This past week had the pleasure of visiting the new Zara Concept Store in Milan, Italy. Located near to the Galleria Vittorio Emanuele II, one of the oldest retail malls in the world, this Inditex owned location is the perfect bridge to the future of retail.
What do you do when you decide that a major flagship location in the fashion capital of the world needs a physical upgrade? If you are Zara, you close the majority of the store and leverage the elegant entrance to test a new retail concept.
Walking through the entryway you can very quickly visualize the intersection of online and the physical retail store. Uncluttered physical clothing racks are overshadowed by a large digital screen displaying the latest fashions. Simplicity meets digital innovation.
The announcement of Amazon Go in December 2016 sparked the Western imagination on the potential of frictionless cashierless shopping. Roughly 18 months later, we are still on the road to the fully autonomous retail store.
This post summarizes the opportunities and challenges of this global innovation journey. Primary focus is on the state of self-checkout, mobile scan-and-go adoption, and an update on global autonomous store deployments.
Coming soon, the new Sensormatic Global Shrink Index. The most comprehensive shrink survey to date from countries representing 73% of global GDP and 80% of global retail sales.
First is the sample infographic shared last week focusing on Europe. Second, for the global audience, below is an additional peek at the data. More in April.
Not too long ago, many including myself were forecasting major consumer changes for the year 2020. That magical year is just around the corner and it is now time to simplify the digital future of retail.
Information or more specifically data has been the power engine evolving the retail industry. For much of its history, the store, the forefront of the consumer moment of truth, was under-sensored.
With the connected consumer able to instantly choose alternative products or brands, retailers need to integrate a greater number of data sets inside their stores. Welcome to the Internet-of-Things for Retail (IoT):
Every National Retail Federation (NRF) Big Show, Deloitte publishes updated research on the top 250 global retailers. This favorite annual retail report summarizes industry / economic global trends and dissects the shifting sands of the world's largest retailers. This post summarizes my favorite insights from the 2018 edition.
The rules of retailing "are being rewritten in this time of transformative change. Innovation, collaboration, consolidation, integration, and automation will be required to reinvigorate commerce, profoundly impacting the way retailers do business now, and in the future."
The 2018 retail industry trends identified by Deloitte include:
This week finds me in Asia with stops in Shanghai, Bangkok, Hong Kong, and Tokyo. On many levels, Asia is the "below the surface" retail innovation laboratory.
In the "Retailing 2020" post I proposed that you "Look to China where 500 million people are already shopping on mobile phones to understand the future of retail. Digitally driven ultra-convenience, spontaneity, and social shopping trends are transforming all Chinese retail sectors including grocery." During this trip I had the opportunity to visit the Alibaba digital / physical hybrid Hema Supermarket in Shanghai.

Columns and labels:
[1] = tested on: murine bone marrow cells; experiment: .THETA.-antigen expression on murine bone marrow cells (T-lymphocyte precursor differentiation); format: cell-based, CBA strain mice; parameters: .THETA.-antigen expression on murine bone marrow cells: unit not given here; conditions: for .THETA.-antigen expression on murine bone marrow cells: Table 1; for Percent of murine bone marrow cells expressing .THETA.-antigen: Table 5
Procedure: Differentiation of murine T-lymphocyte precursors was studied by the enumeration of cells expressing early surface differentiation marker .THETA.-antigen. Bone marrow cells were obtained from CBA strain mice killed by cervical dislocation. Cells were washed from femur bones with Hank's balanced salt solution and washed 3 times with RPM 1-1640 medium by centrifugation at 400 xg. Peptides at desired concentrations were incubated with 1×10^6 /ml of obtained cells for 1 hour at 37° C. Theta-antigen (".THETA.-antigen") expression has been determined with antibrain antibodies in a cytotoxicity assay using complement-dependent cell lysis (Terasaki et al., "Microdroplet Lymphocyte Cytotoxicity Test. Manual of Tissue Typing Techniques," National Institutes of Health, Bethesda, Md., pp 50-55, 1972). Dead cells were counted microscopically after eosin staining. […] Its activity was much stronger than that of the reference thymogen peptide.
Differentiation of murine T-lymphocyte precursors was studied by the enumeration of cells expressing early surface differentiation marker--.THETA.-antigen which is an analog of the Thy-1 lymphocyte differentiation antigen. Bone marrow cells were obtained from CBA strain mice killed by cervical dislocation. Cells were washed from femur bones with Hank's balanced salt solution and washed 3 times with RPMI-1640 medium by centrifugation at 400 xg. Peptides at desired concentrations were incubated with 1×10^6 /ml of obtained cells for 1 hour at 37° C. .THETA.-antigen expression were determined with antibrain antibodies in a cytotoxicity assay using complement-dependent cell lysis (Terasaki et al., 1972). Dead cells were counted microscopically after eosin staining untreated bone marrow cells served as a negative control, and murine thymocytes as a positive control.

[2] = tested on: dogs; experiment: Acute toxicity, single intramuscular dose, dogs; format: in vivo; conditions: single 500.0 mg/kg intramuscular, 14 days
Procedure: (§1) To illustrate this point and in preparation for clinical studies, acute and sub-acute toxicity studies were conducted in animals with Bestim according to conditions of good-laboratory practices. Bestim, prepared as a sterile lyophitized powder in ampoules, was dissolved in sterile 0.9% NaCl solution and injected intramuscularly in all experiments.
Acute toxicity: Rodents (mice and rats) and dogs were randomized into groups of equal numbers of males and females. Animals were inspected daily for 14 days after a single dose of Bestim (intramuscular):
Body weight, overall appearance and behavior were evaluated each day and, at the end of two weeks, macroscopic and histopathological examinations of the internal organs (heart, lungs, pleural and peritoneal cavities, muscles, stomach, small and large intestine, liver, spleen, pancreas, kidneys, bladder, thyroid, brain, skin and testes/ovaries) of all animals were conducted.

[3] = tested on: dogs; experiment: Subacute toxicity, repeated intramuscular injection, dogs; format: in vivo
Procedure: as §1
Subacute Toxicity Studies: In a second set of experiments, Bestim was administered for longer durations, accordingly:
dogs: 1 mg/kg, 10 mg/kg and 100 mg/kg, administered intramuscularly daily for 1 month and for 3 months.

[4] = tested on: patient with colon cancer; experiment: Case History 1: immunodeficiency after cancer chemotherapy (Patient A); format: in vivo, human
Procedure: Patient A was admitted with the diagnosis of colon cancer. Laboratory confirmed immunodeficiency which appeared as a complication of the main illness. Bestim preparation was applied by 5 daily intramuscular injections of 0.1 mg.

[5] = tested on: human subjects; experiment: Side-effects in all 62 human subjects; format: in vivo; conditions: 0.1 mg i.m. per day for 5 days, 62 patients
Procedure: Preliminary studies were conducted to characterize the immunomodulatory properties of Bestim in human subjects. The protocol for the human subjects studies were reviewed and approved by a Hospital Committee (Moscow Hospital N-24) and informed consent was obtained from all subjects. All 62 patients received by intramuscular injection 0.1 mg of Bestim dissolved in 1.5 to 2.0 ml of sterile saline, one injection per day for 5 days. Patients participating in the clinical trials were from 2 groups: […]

Building on the "NRF 2018: The Ten Quick Transformational Retail Trends", as promised here are my three below the surface trends of the New York Big Show that define the future of retail.
More than 37,000 retailers and industry partners from 90+ countries descended on New York for the NRF 2018 trade event the week of January 14, 2018. Because this was one of my favorite NRF's to date, a series of posts will follow.
An annual tradition is to walk the floor observing the technology themes, speaking to lots of retailers and industry friends, and creating my own personal list of the foundational ideas that are evolving the retail industry.
From an initial list of 20+ observations, following are my top 10 quick takeaway trends of NRF 2018.
At its roots, retail has always been a human covenant between a shopkeeper and a consumer. For much of the industry's history, the transactional interactions were highly personal. The shopkeeper welcomed the customer by their name and adapted the goods sold based on their preferences.
Present-day mobile devices connected to the Internet-of-Things (IoT) are appreciably digitally disrupting consumer commerce. By 2020, retail shopping, no longer a chore, will blur into your everyday life.
A key highlight of 2017 was a retail customer panel that I had the pleasure of moderating. Four executives (two recently retired and two still active) representing over $70 billion in revenue shared their insights on industry megatrends, driving disruptive change, choosing a technology partner, and the future of retail.
The Retail Megatrends
"Step with care and great tact, and remember that Shopping's a Great Balancing Act." (1)
As we enter the busiest shopping season of 2017, I started reflecting on the differentiation strategies for a successful transition to the digital future of retail. What are the definitive formulas for retail success in 2018 and beyond?
McKinsey in October 2017, published a great article on shopping and personalized marketing. "Targeted communications that are relevant and useful can create lasting customer loyalty and drive revenue growth of 10 to 30 percent."
As part of their marketing personalization analysis, McKinsey pointed to this simple formula: